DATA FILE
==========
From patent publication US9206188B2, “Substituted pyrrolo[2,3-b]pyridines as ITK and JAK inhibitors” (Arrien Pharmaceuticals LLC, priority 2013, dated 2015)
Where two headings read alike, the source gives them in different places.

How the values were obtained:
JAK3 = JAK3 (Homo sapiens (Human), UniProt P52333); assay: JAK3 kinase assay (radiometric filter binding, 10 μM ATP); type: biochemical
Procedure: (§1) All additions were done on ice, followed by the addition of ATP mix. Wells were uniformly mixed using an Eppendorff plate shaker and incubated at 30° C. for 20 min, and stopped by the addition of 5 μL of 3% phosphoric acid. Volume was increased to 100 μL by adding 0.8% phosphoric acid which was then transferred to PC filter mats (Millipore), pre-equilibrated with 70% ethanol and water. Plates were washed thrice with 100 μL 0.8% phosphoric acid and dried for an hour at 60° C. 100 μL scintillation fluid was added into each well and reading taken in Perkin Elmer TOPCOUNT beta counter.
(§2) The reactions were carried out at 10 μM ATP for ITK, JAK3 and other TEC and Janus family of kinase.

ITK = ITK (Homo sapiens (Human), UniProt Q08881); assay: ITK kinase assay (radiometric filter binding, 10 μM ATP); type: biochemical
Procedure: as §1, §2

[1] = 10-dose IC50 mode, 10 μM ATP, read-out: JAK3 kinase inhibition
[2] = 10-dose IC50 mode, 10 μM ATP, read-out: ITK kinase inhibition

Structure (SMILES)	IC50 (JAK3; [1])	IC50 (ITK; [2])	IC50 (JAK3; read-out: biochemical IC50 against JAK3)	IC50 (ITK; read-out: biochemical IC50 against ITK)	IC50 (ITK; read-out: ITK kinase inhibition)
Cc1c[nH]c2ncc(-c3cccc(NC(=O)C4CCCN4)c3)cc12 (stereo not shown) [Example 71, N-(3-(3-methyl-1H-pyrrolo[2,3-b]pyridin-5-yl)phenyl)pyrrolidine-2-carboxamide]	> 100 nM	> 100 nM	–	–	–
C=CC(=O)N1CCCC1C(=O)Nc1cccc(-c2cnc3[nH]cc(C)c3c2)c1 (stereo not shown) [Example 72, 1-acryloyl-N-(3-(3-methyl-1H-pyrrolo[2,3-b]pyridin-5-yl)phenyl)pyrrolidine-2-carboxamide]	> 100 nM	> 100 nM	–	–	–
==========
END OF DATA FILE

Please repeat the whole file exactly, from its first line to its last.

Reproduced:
From patent publication US9206188B2, “Substituted pyrrolo[2,3-b]pyridines as ITK and JAK inhibitors” (Arrien Pharmaceuticals LLC, priority 2013, dated 2015)
Where two headings read alike, the source gives them in different places.

How the values were obtained:
JAK3 = JAK3 (Homo sapiens (Human), UniProt P52333); assay: JAK3 kinase assay (radiometric filter binding, 10 μM ATP); type: biochemical
Procedure: (§1) All additions were done on ice, followed by the addition of ATP mix. Wells were uniformly mixed using an Eppendorff plate shaker and incubated at 30° C. for 20 min, and stopped by the addition of 5 μL of 3% phosphoric acid. Volume was increased to 100 μL by adding 0.8% phosphoric acid which was then transferred to PC filter mats (Millipore), pre-equilibrated with 70% ethanol and water. Plates were washed thrice with 100 μL 0.8% phosphoric acid and dried for an hour at 60° C. 100 μL scintillation fluid was added into each well and reading taken in Perkin Elmer TOPCOUNT beta counter.
(§2) The reactions were carried out at 10 μM ATP for ITK, JAK3 and other TEC and Janus family of kinase.

ITK = ITK (Homo sapiens (Human), UniProt Q08881); assay: ITK kinase assay (radiometric filter binding, 10 μM ATP); type: biochemical
Procedure: as §1, §2

[1] = 10-dose IC50 mode, 10 μM ATP, read-out: JAK3 kinase inhibition
[2] = 10-dose IC50 mode, 10 μM ATP, read-out: ITK kinase inhibition

Structure (SMILES)	IC50 (JAK3; [1])	IC50 (ITK; [2])	IC50 (JAK3; read-out: biochemical IC50 against JAK3)	IC50 (ITK; read-out: biochemical IC50 against ITK)	IC50 (ITK; read-out: ITK kinase inhibition)
Cc1c[nH]c2ncc(-c3cccc(NC(=O)C4CCCN4)c3)cc12 (stereo not shown) [Example 71, N-(3-(3-methyl-1H-pyrrolo[2,3-b]pyridin-5-yl)phenyl)pyrrolidine-2-carboxamide]	> 100 nM	> 100 nM	–	–	–
C=CC(=O)N1CCCC1C(=O)Nc1cccc(-c2cnc3[nH]cc(C)c3c2)c1 (stereo not shown) [Example 72, 1-acryloyl-N-(3-(3-methyl-1H-pyrrolo[2,3-b]pyridin-5-yl)phenyl)pyrrolidine-2-carboxamide]	> 100 nM	> 100 nM	–	–	–